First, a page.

Books & Music
Food & Wine
Health & Fitness
Hobbies & Crafts
Home & Garden
News & Politics
Religion & Spirituality
Travel & Culture
TV & Movies
Burmese Roasted Eggplant Salad
Burmese Roasted Eggplant Salad (khayan dhi pope thote)
takes: 25 mins
This delightful Burmese salad is a complex combination of exciting flavours and textures. The fragrantce of the crispy garlic and fresh cilantro highlight the lovely flavour and texture of smokey roasted eggplants.
I love the crunch of the chopped peanuts and sesame seeds that accent the creaminess of the eggplant. This salad is lightly dressed with garlic oil, fish sauce and lime juice.
3 Asian long eggplants
1 large shallot, thinly sliced, placed in cold water
3 garlic cloves, thinly sliced
1 1/2 tablespoons peanut oil
1/2 teaspoon toasted sesame seed oil
1-2 minced Thai chiles to your taste
1 1/2 teaspoon dried shrimp, pounded *
1 1/2 teaspoon toasted sesame seeds
1 1/2 teaspoon roasted peanuts, chopped
small handful of fresh cilantro leaves, coarsely chopped
1/2 fresh lime, juiced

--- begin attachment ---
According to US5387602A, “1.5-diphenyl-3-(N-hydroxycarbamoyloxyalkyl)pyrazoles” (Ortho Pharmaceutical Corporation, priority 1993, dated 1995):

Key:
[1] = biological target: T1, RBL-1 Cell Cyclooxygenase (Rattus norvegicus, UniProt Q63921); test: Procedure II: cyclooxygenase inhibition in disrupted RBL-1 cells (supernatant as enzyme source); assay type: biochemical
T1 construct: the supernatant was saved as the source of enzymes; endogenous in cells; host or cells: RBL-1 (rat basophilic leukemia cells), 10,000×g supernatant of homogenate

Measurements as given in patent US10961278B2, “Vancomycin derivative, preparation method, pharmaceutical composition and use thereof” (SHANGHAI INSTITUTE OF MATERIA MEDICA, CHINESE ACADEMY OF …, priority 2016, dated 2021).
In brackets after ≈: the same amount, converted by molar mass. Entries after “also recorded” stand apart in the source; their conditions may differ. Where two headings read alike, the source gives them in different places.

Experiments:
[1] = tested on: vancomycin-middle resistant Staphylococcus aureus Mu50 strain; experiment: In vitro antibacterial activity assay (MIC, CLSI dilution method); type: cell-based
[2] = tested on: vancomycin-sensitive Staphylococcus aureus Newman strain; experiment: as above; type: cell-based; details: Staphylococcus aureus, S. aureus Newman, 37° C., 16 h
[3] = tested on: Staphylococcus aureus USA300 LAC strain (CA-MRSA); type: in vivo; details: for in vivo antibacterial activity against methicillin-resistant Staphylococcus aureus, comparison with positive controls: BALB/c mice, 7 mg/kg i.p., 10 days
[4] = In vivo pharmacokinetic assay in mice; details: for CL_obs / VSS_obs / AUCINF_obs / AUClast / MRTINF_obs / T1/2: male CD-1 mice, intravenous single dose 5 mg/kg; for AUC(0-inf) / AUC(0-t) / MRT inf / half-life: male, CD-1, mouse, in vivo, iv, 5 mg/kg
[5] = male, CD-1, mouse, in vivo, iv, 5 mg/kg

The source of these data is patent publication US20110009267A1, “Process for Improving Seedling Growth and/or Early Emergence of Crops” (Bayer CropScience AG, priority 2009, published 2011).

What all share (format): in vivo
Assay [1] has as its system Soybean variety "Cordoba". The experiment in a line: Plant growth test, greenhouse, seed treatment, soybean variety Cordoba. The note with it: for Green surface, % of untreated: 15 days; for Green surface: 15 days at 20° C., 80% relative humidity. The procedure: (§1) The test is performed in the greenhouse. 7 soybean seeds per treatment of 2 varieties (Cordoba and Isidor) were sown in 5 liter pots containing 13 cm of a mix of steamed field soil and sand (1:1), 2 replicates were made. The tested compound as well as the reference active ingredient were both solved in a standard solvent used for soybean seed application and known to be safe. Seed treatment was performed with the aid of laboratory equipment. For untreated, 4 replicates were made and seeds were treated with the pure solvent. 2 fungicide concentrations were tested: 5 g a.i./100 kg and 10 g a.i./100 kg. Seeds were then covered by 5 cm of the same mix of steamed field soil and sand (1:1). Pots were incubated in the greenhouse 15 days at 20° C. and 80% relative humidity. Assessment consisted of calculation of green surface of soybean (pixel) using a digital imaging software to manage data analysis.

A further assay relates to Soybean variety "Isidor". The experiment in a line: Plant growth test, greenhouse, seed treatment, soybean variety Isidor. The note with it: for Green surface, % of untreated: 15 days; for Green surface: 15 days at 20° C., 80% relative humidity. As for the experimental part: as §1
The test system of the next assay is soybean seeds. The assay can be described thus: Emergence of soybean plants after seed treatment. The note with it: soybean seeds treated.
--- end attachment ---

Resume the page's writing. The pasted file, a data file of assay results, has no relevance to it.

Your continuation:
1 teaspoon sugar (date palm if available)
2-4 teaspoons fish sauce to your taste
*if available use smoked dry shrimp
You can either grill the eggplants on a barbecue which is my preference for added smokiness flavour, or roast on a flat sheet in the oven. I use tin foil under the eggplants for easier cleanup.
Be sure and prick the eggplants with a knife to prevent them from bursting during cooking.
Place under a hot grill or on a hot barbecue for 10-20 minutes turning them occasionally. Be sure to let the skin colour and char. While the eggplants are grilling, make the crispy garlic and oil. Heat the oil in a small saucepan and fry the garlic until golden and aromatic. Remove with a slotted spoon and cool. Place drained and patted dry shallots in a bowl.
When the eggplants are ready, cool a little until they can be handled. Peel the outer charred skin revealing the luscious soft eggplant meat inside. Place the flesh in a medium sized glass bowl.
Mix in 1 tablespoon of the frying oil and the garnishes. Taste and adjust the seasoning so there is a balance of salty, hot, sweet and sour.
Serve while the salad is still a little warm.
| Related Articles | Editor's Picks Articles | Top Ten Articles | Previous Features | Site Map
Content copyright © 2014 by Mary-Anne Durkee. All rights reserved.
This content was written by Mary-Anne Durkee. If you wish to use this content in any manner, you need written permission. Contact Mary-Anne Durkee for details.
Website copyright © 2014 Minerva WebWorks LLC. All rights reserved.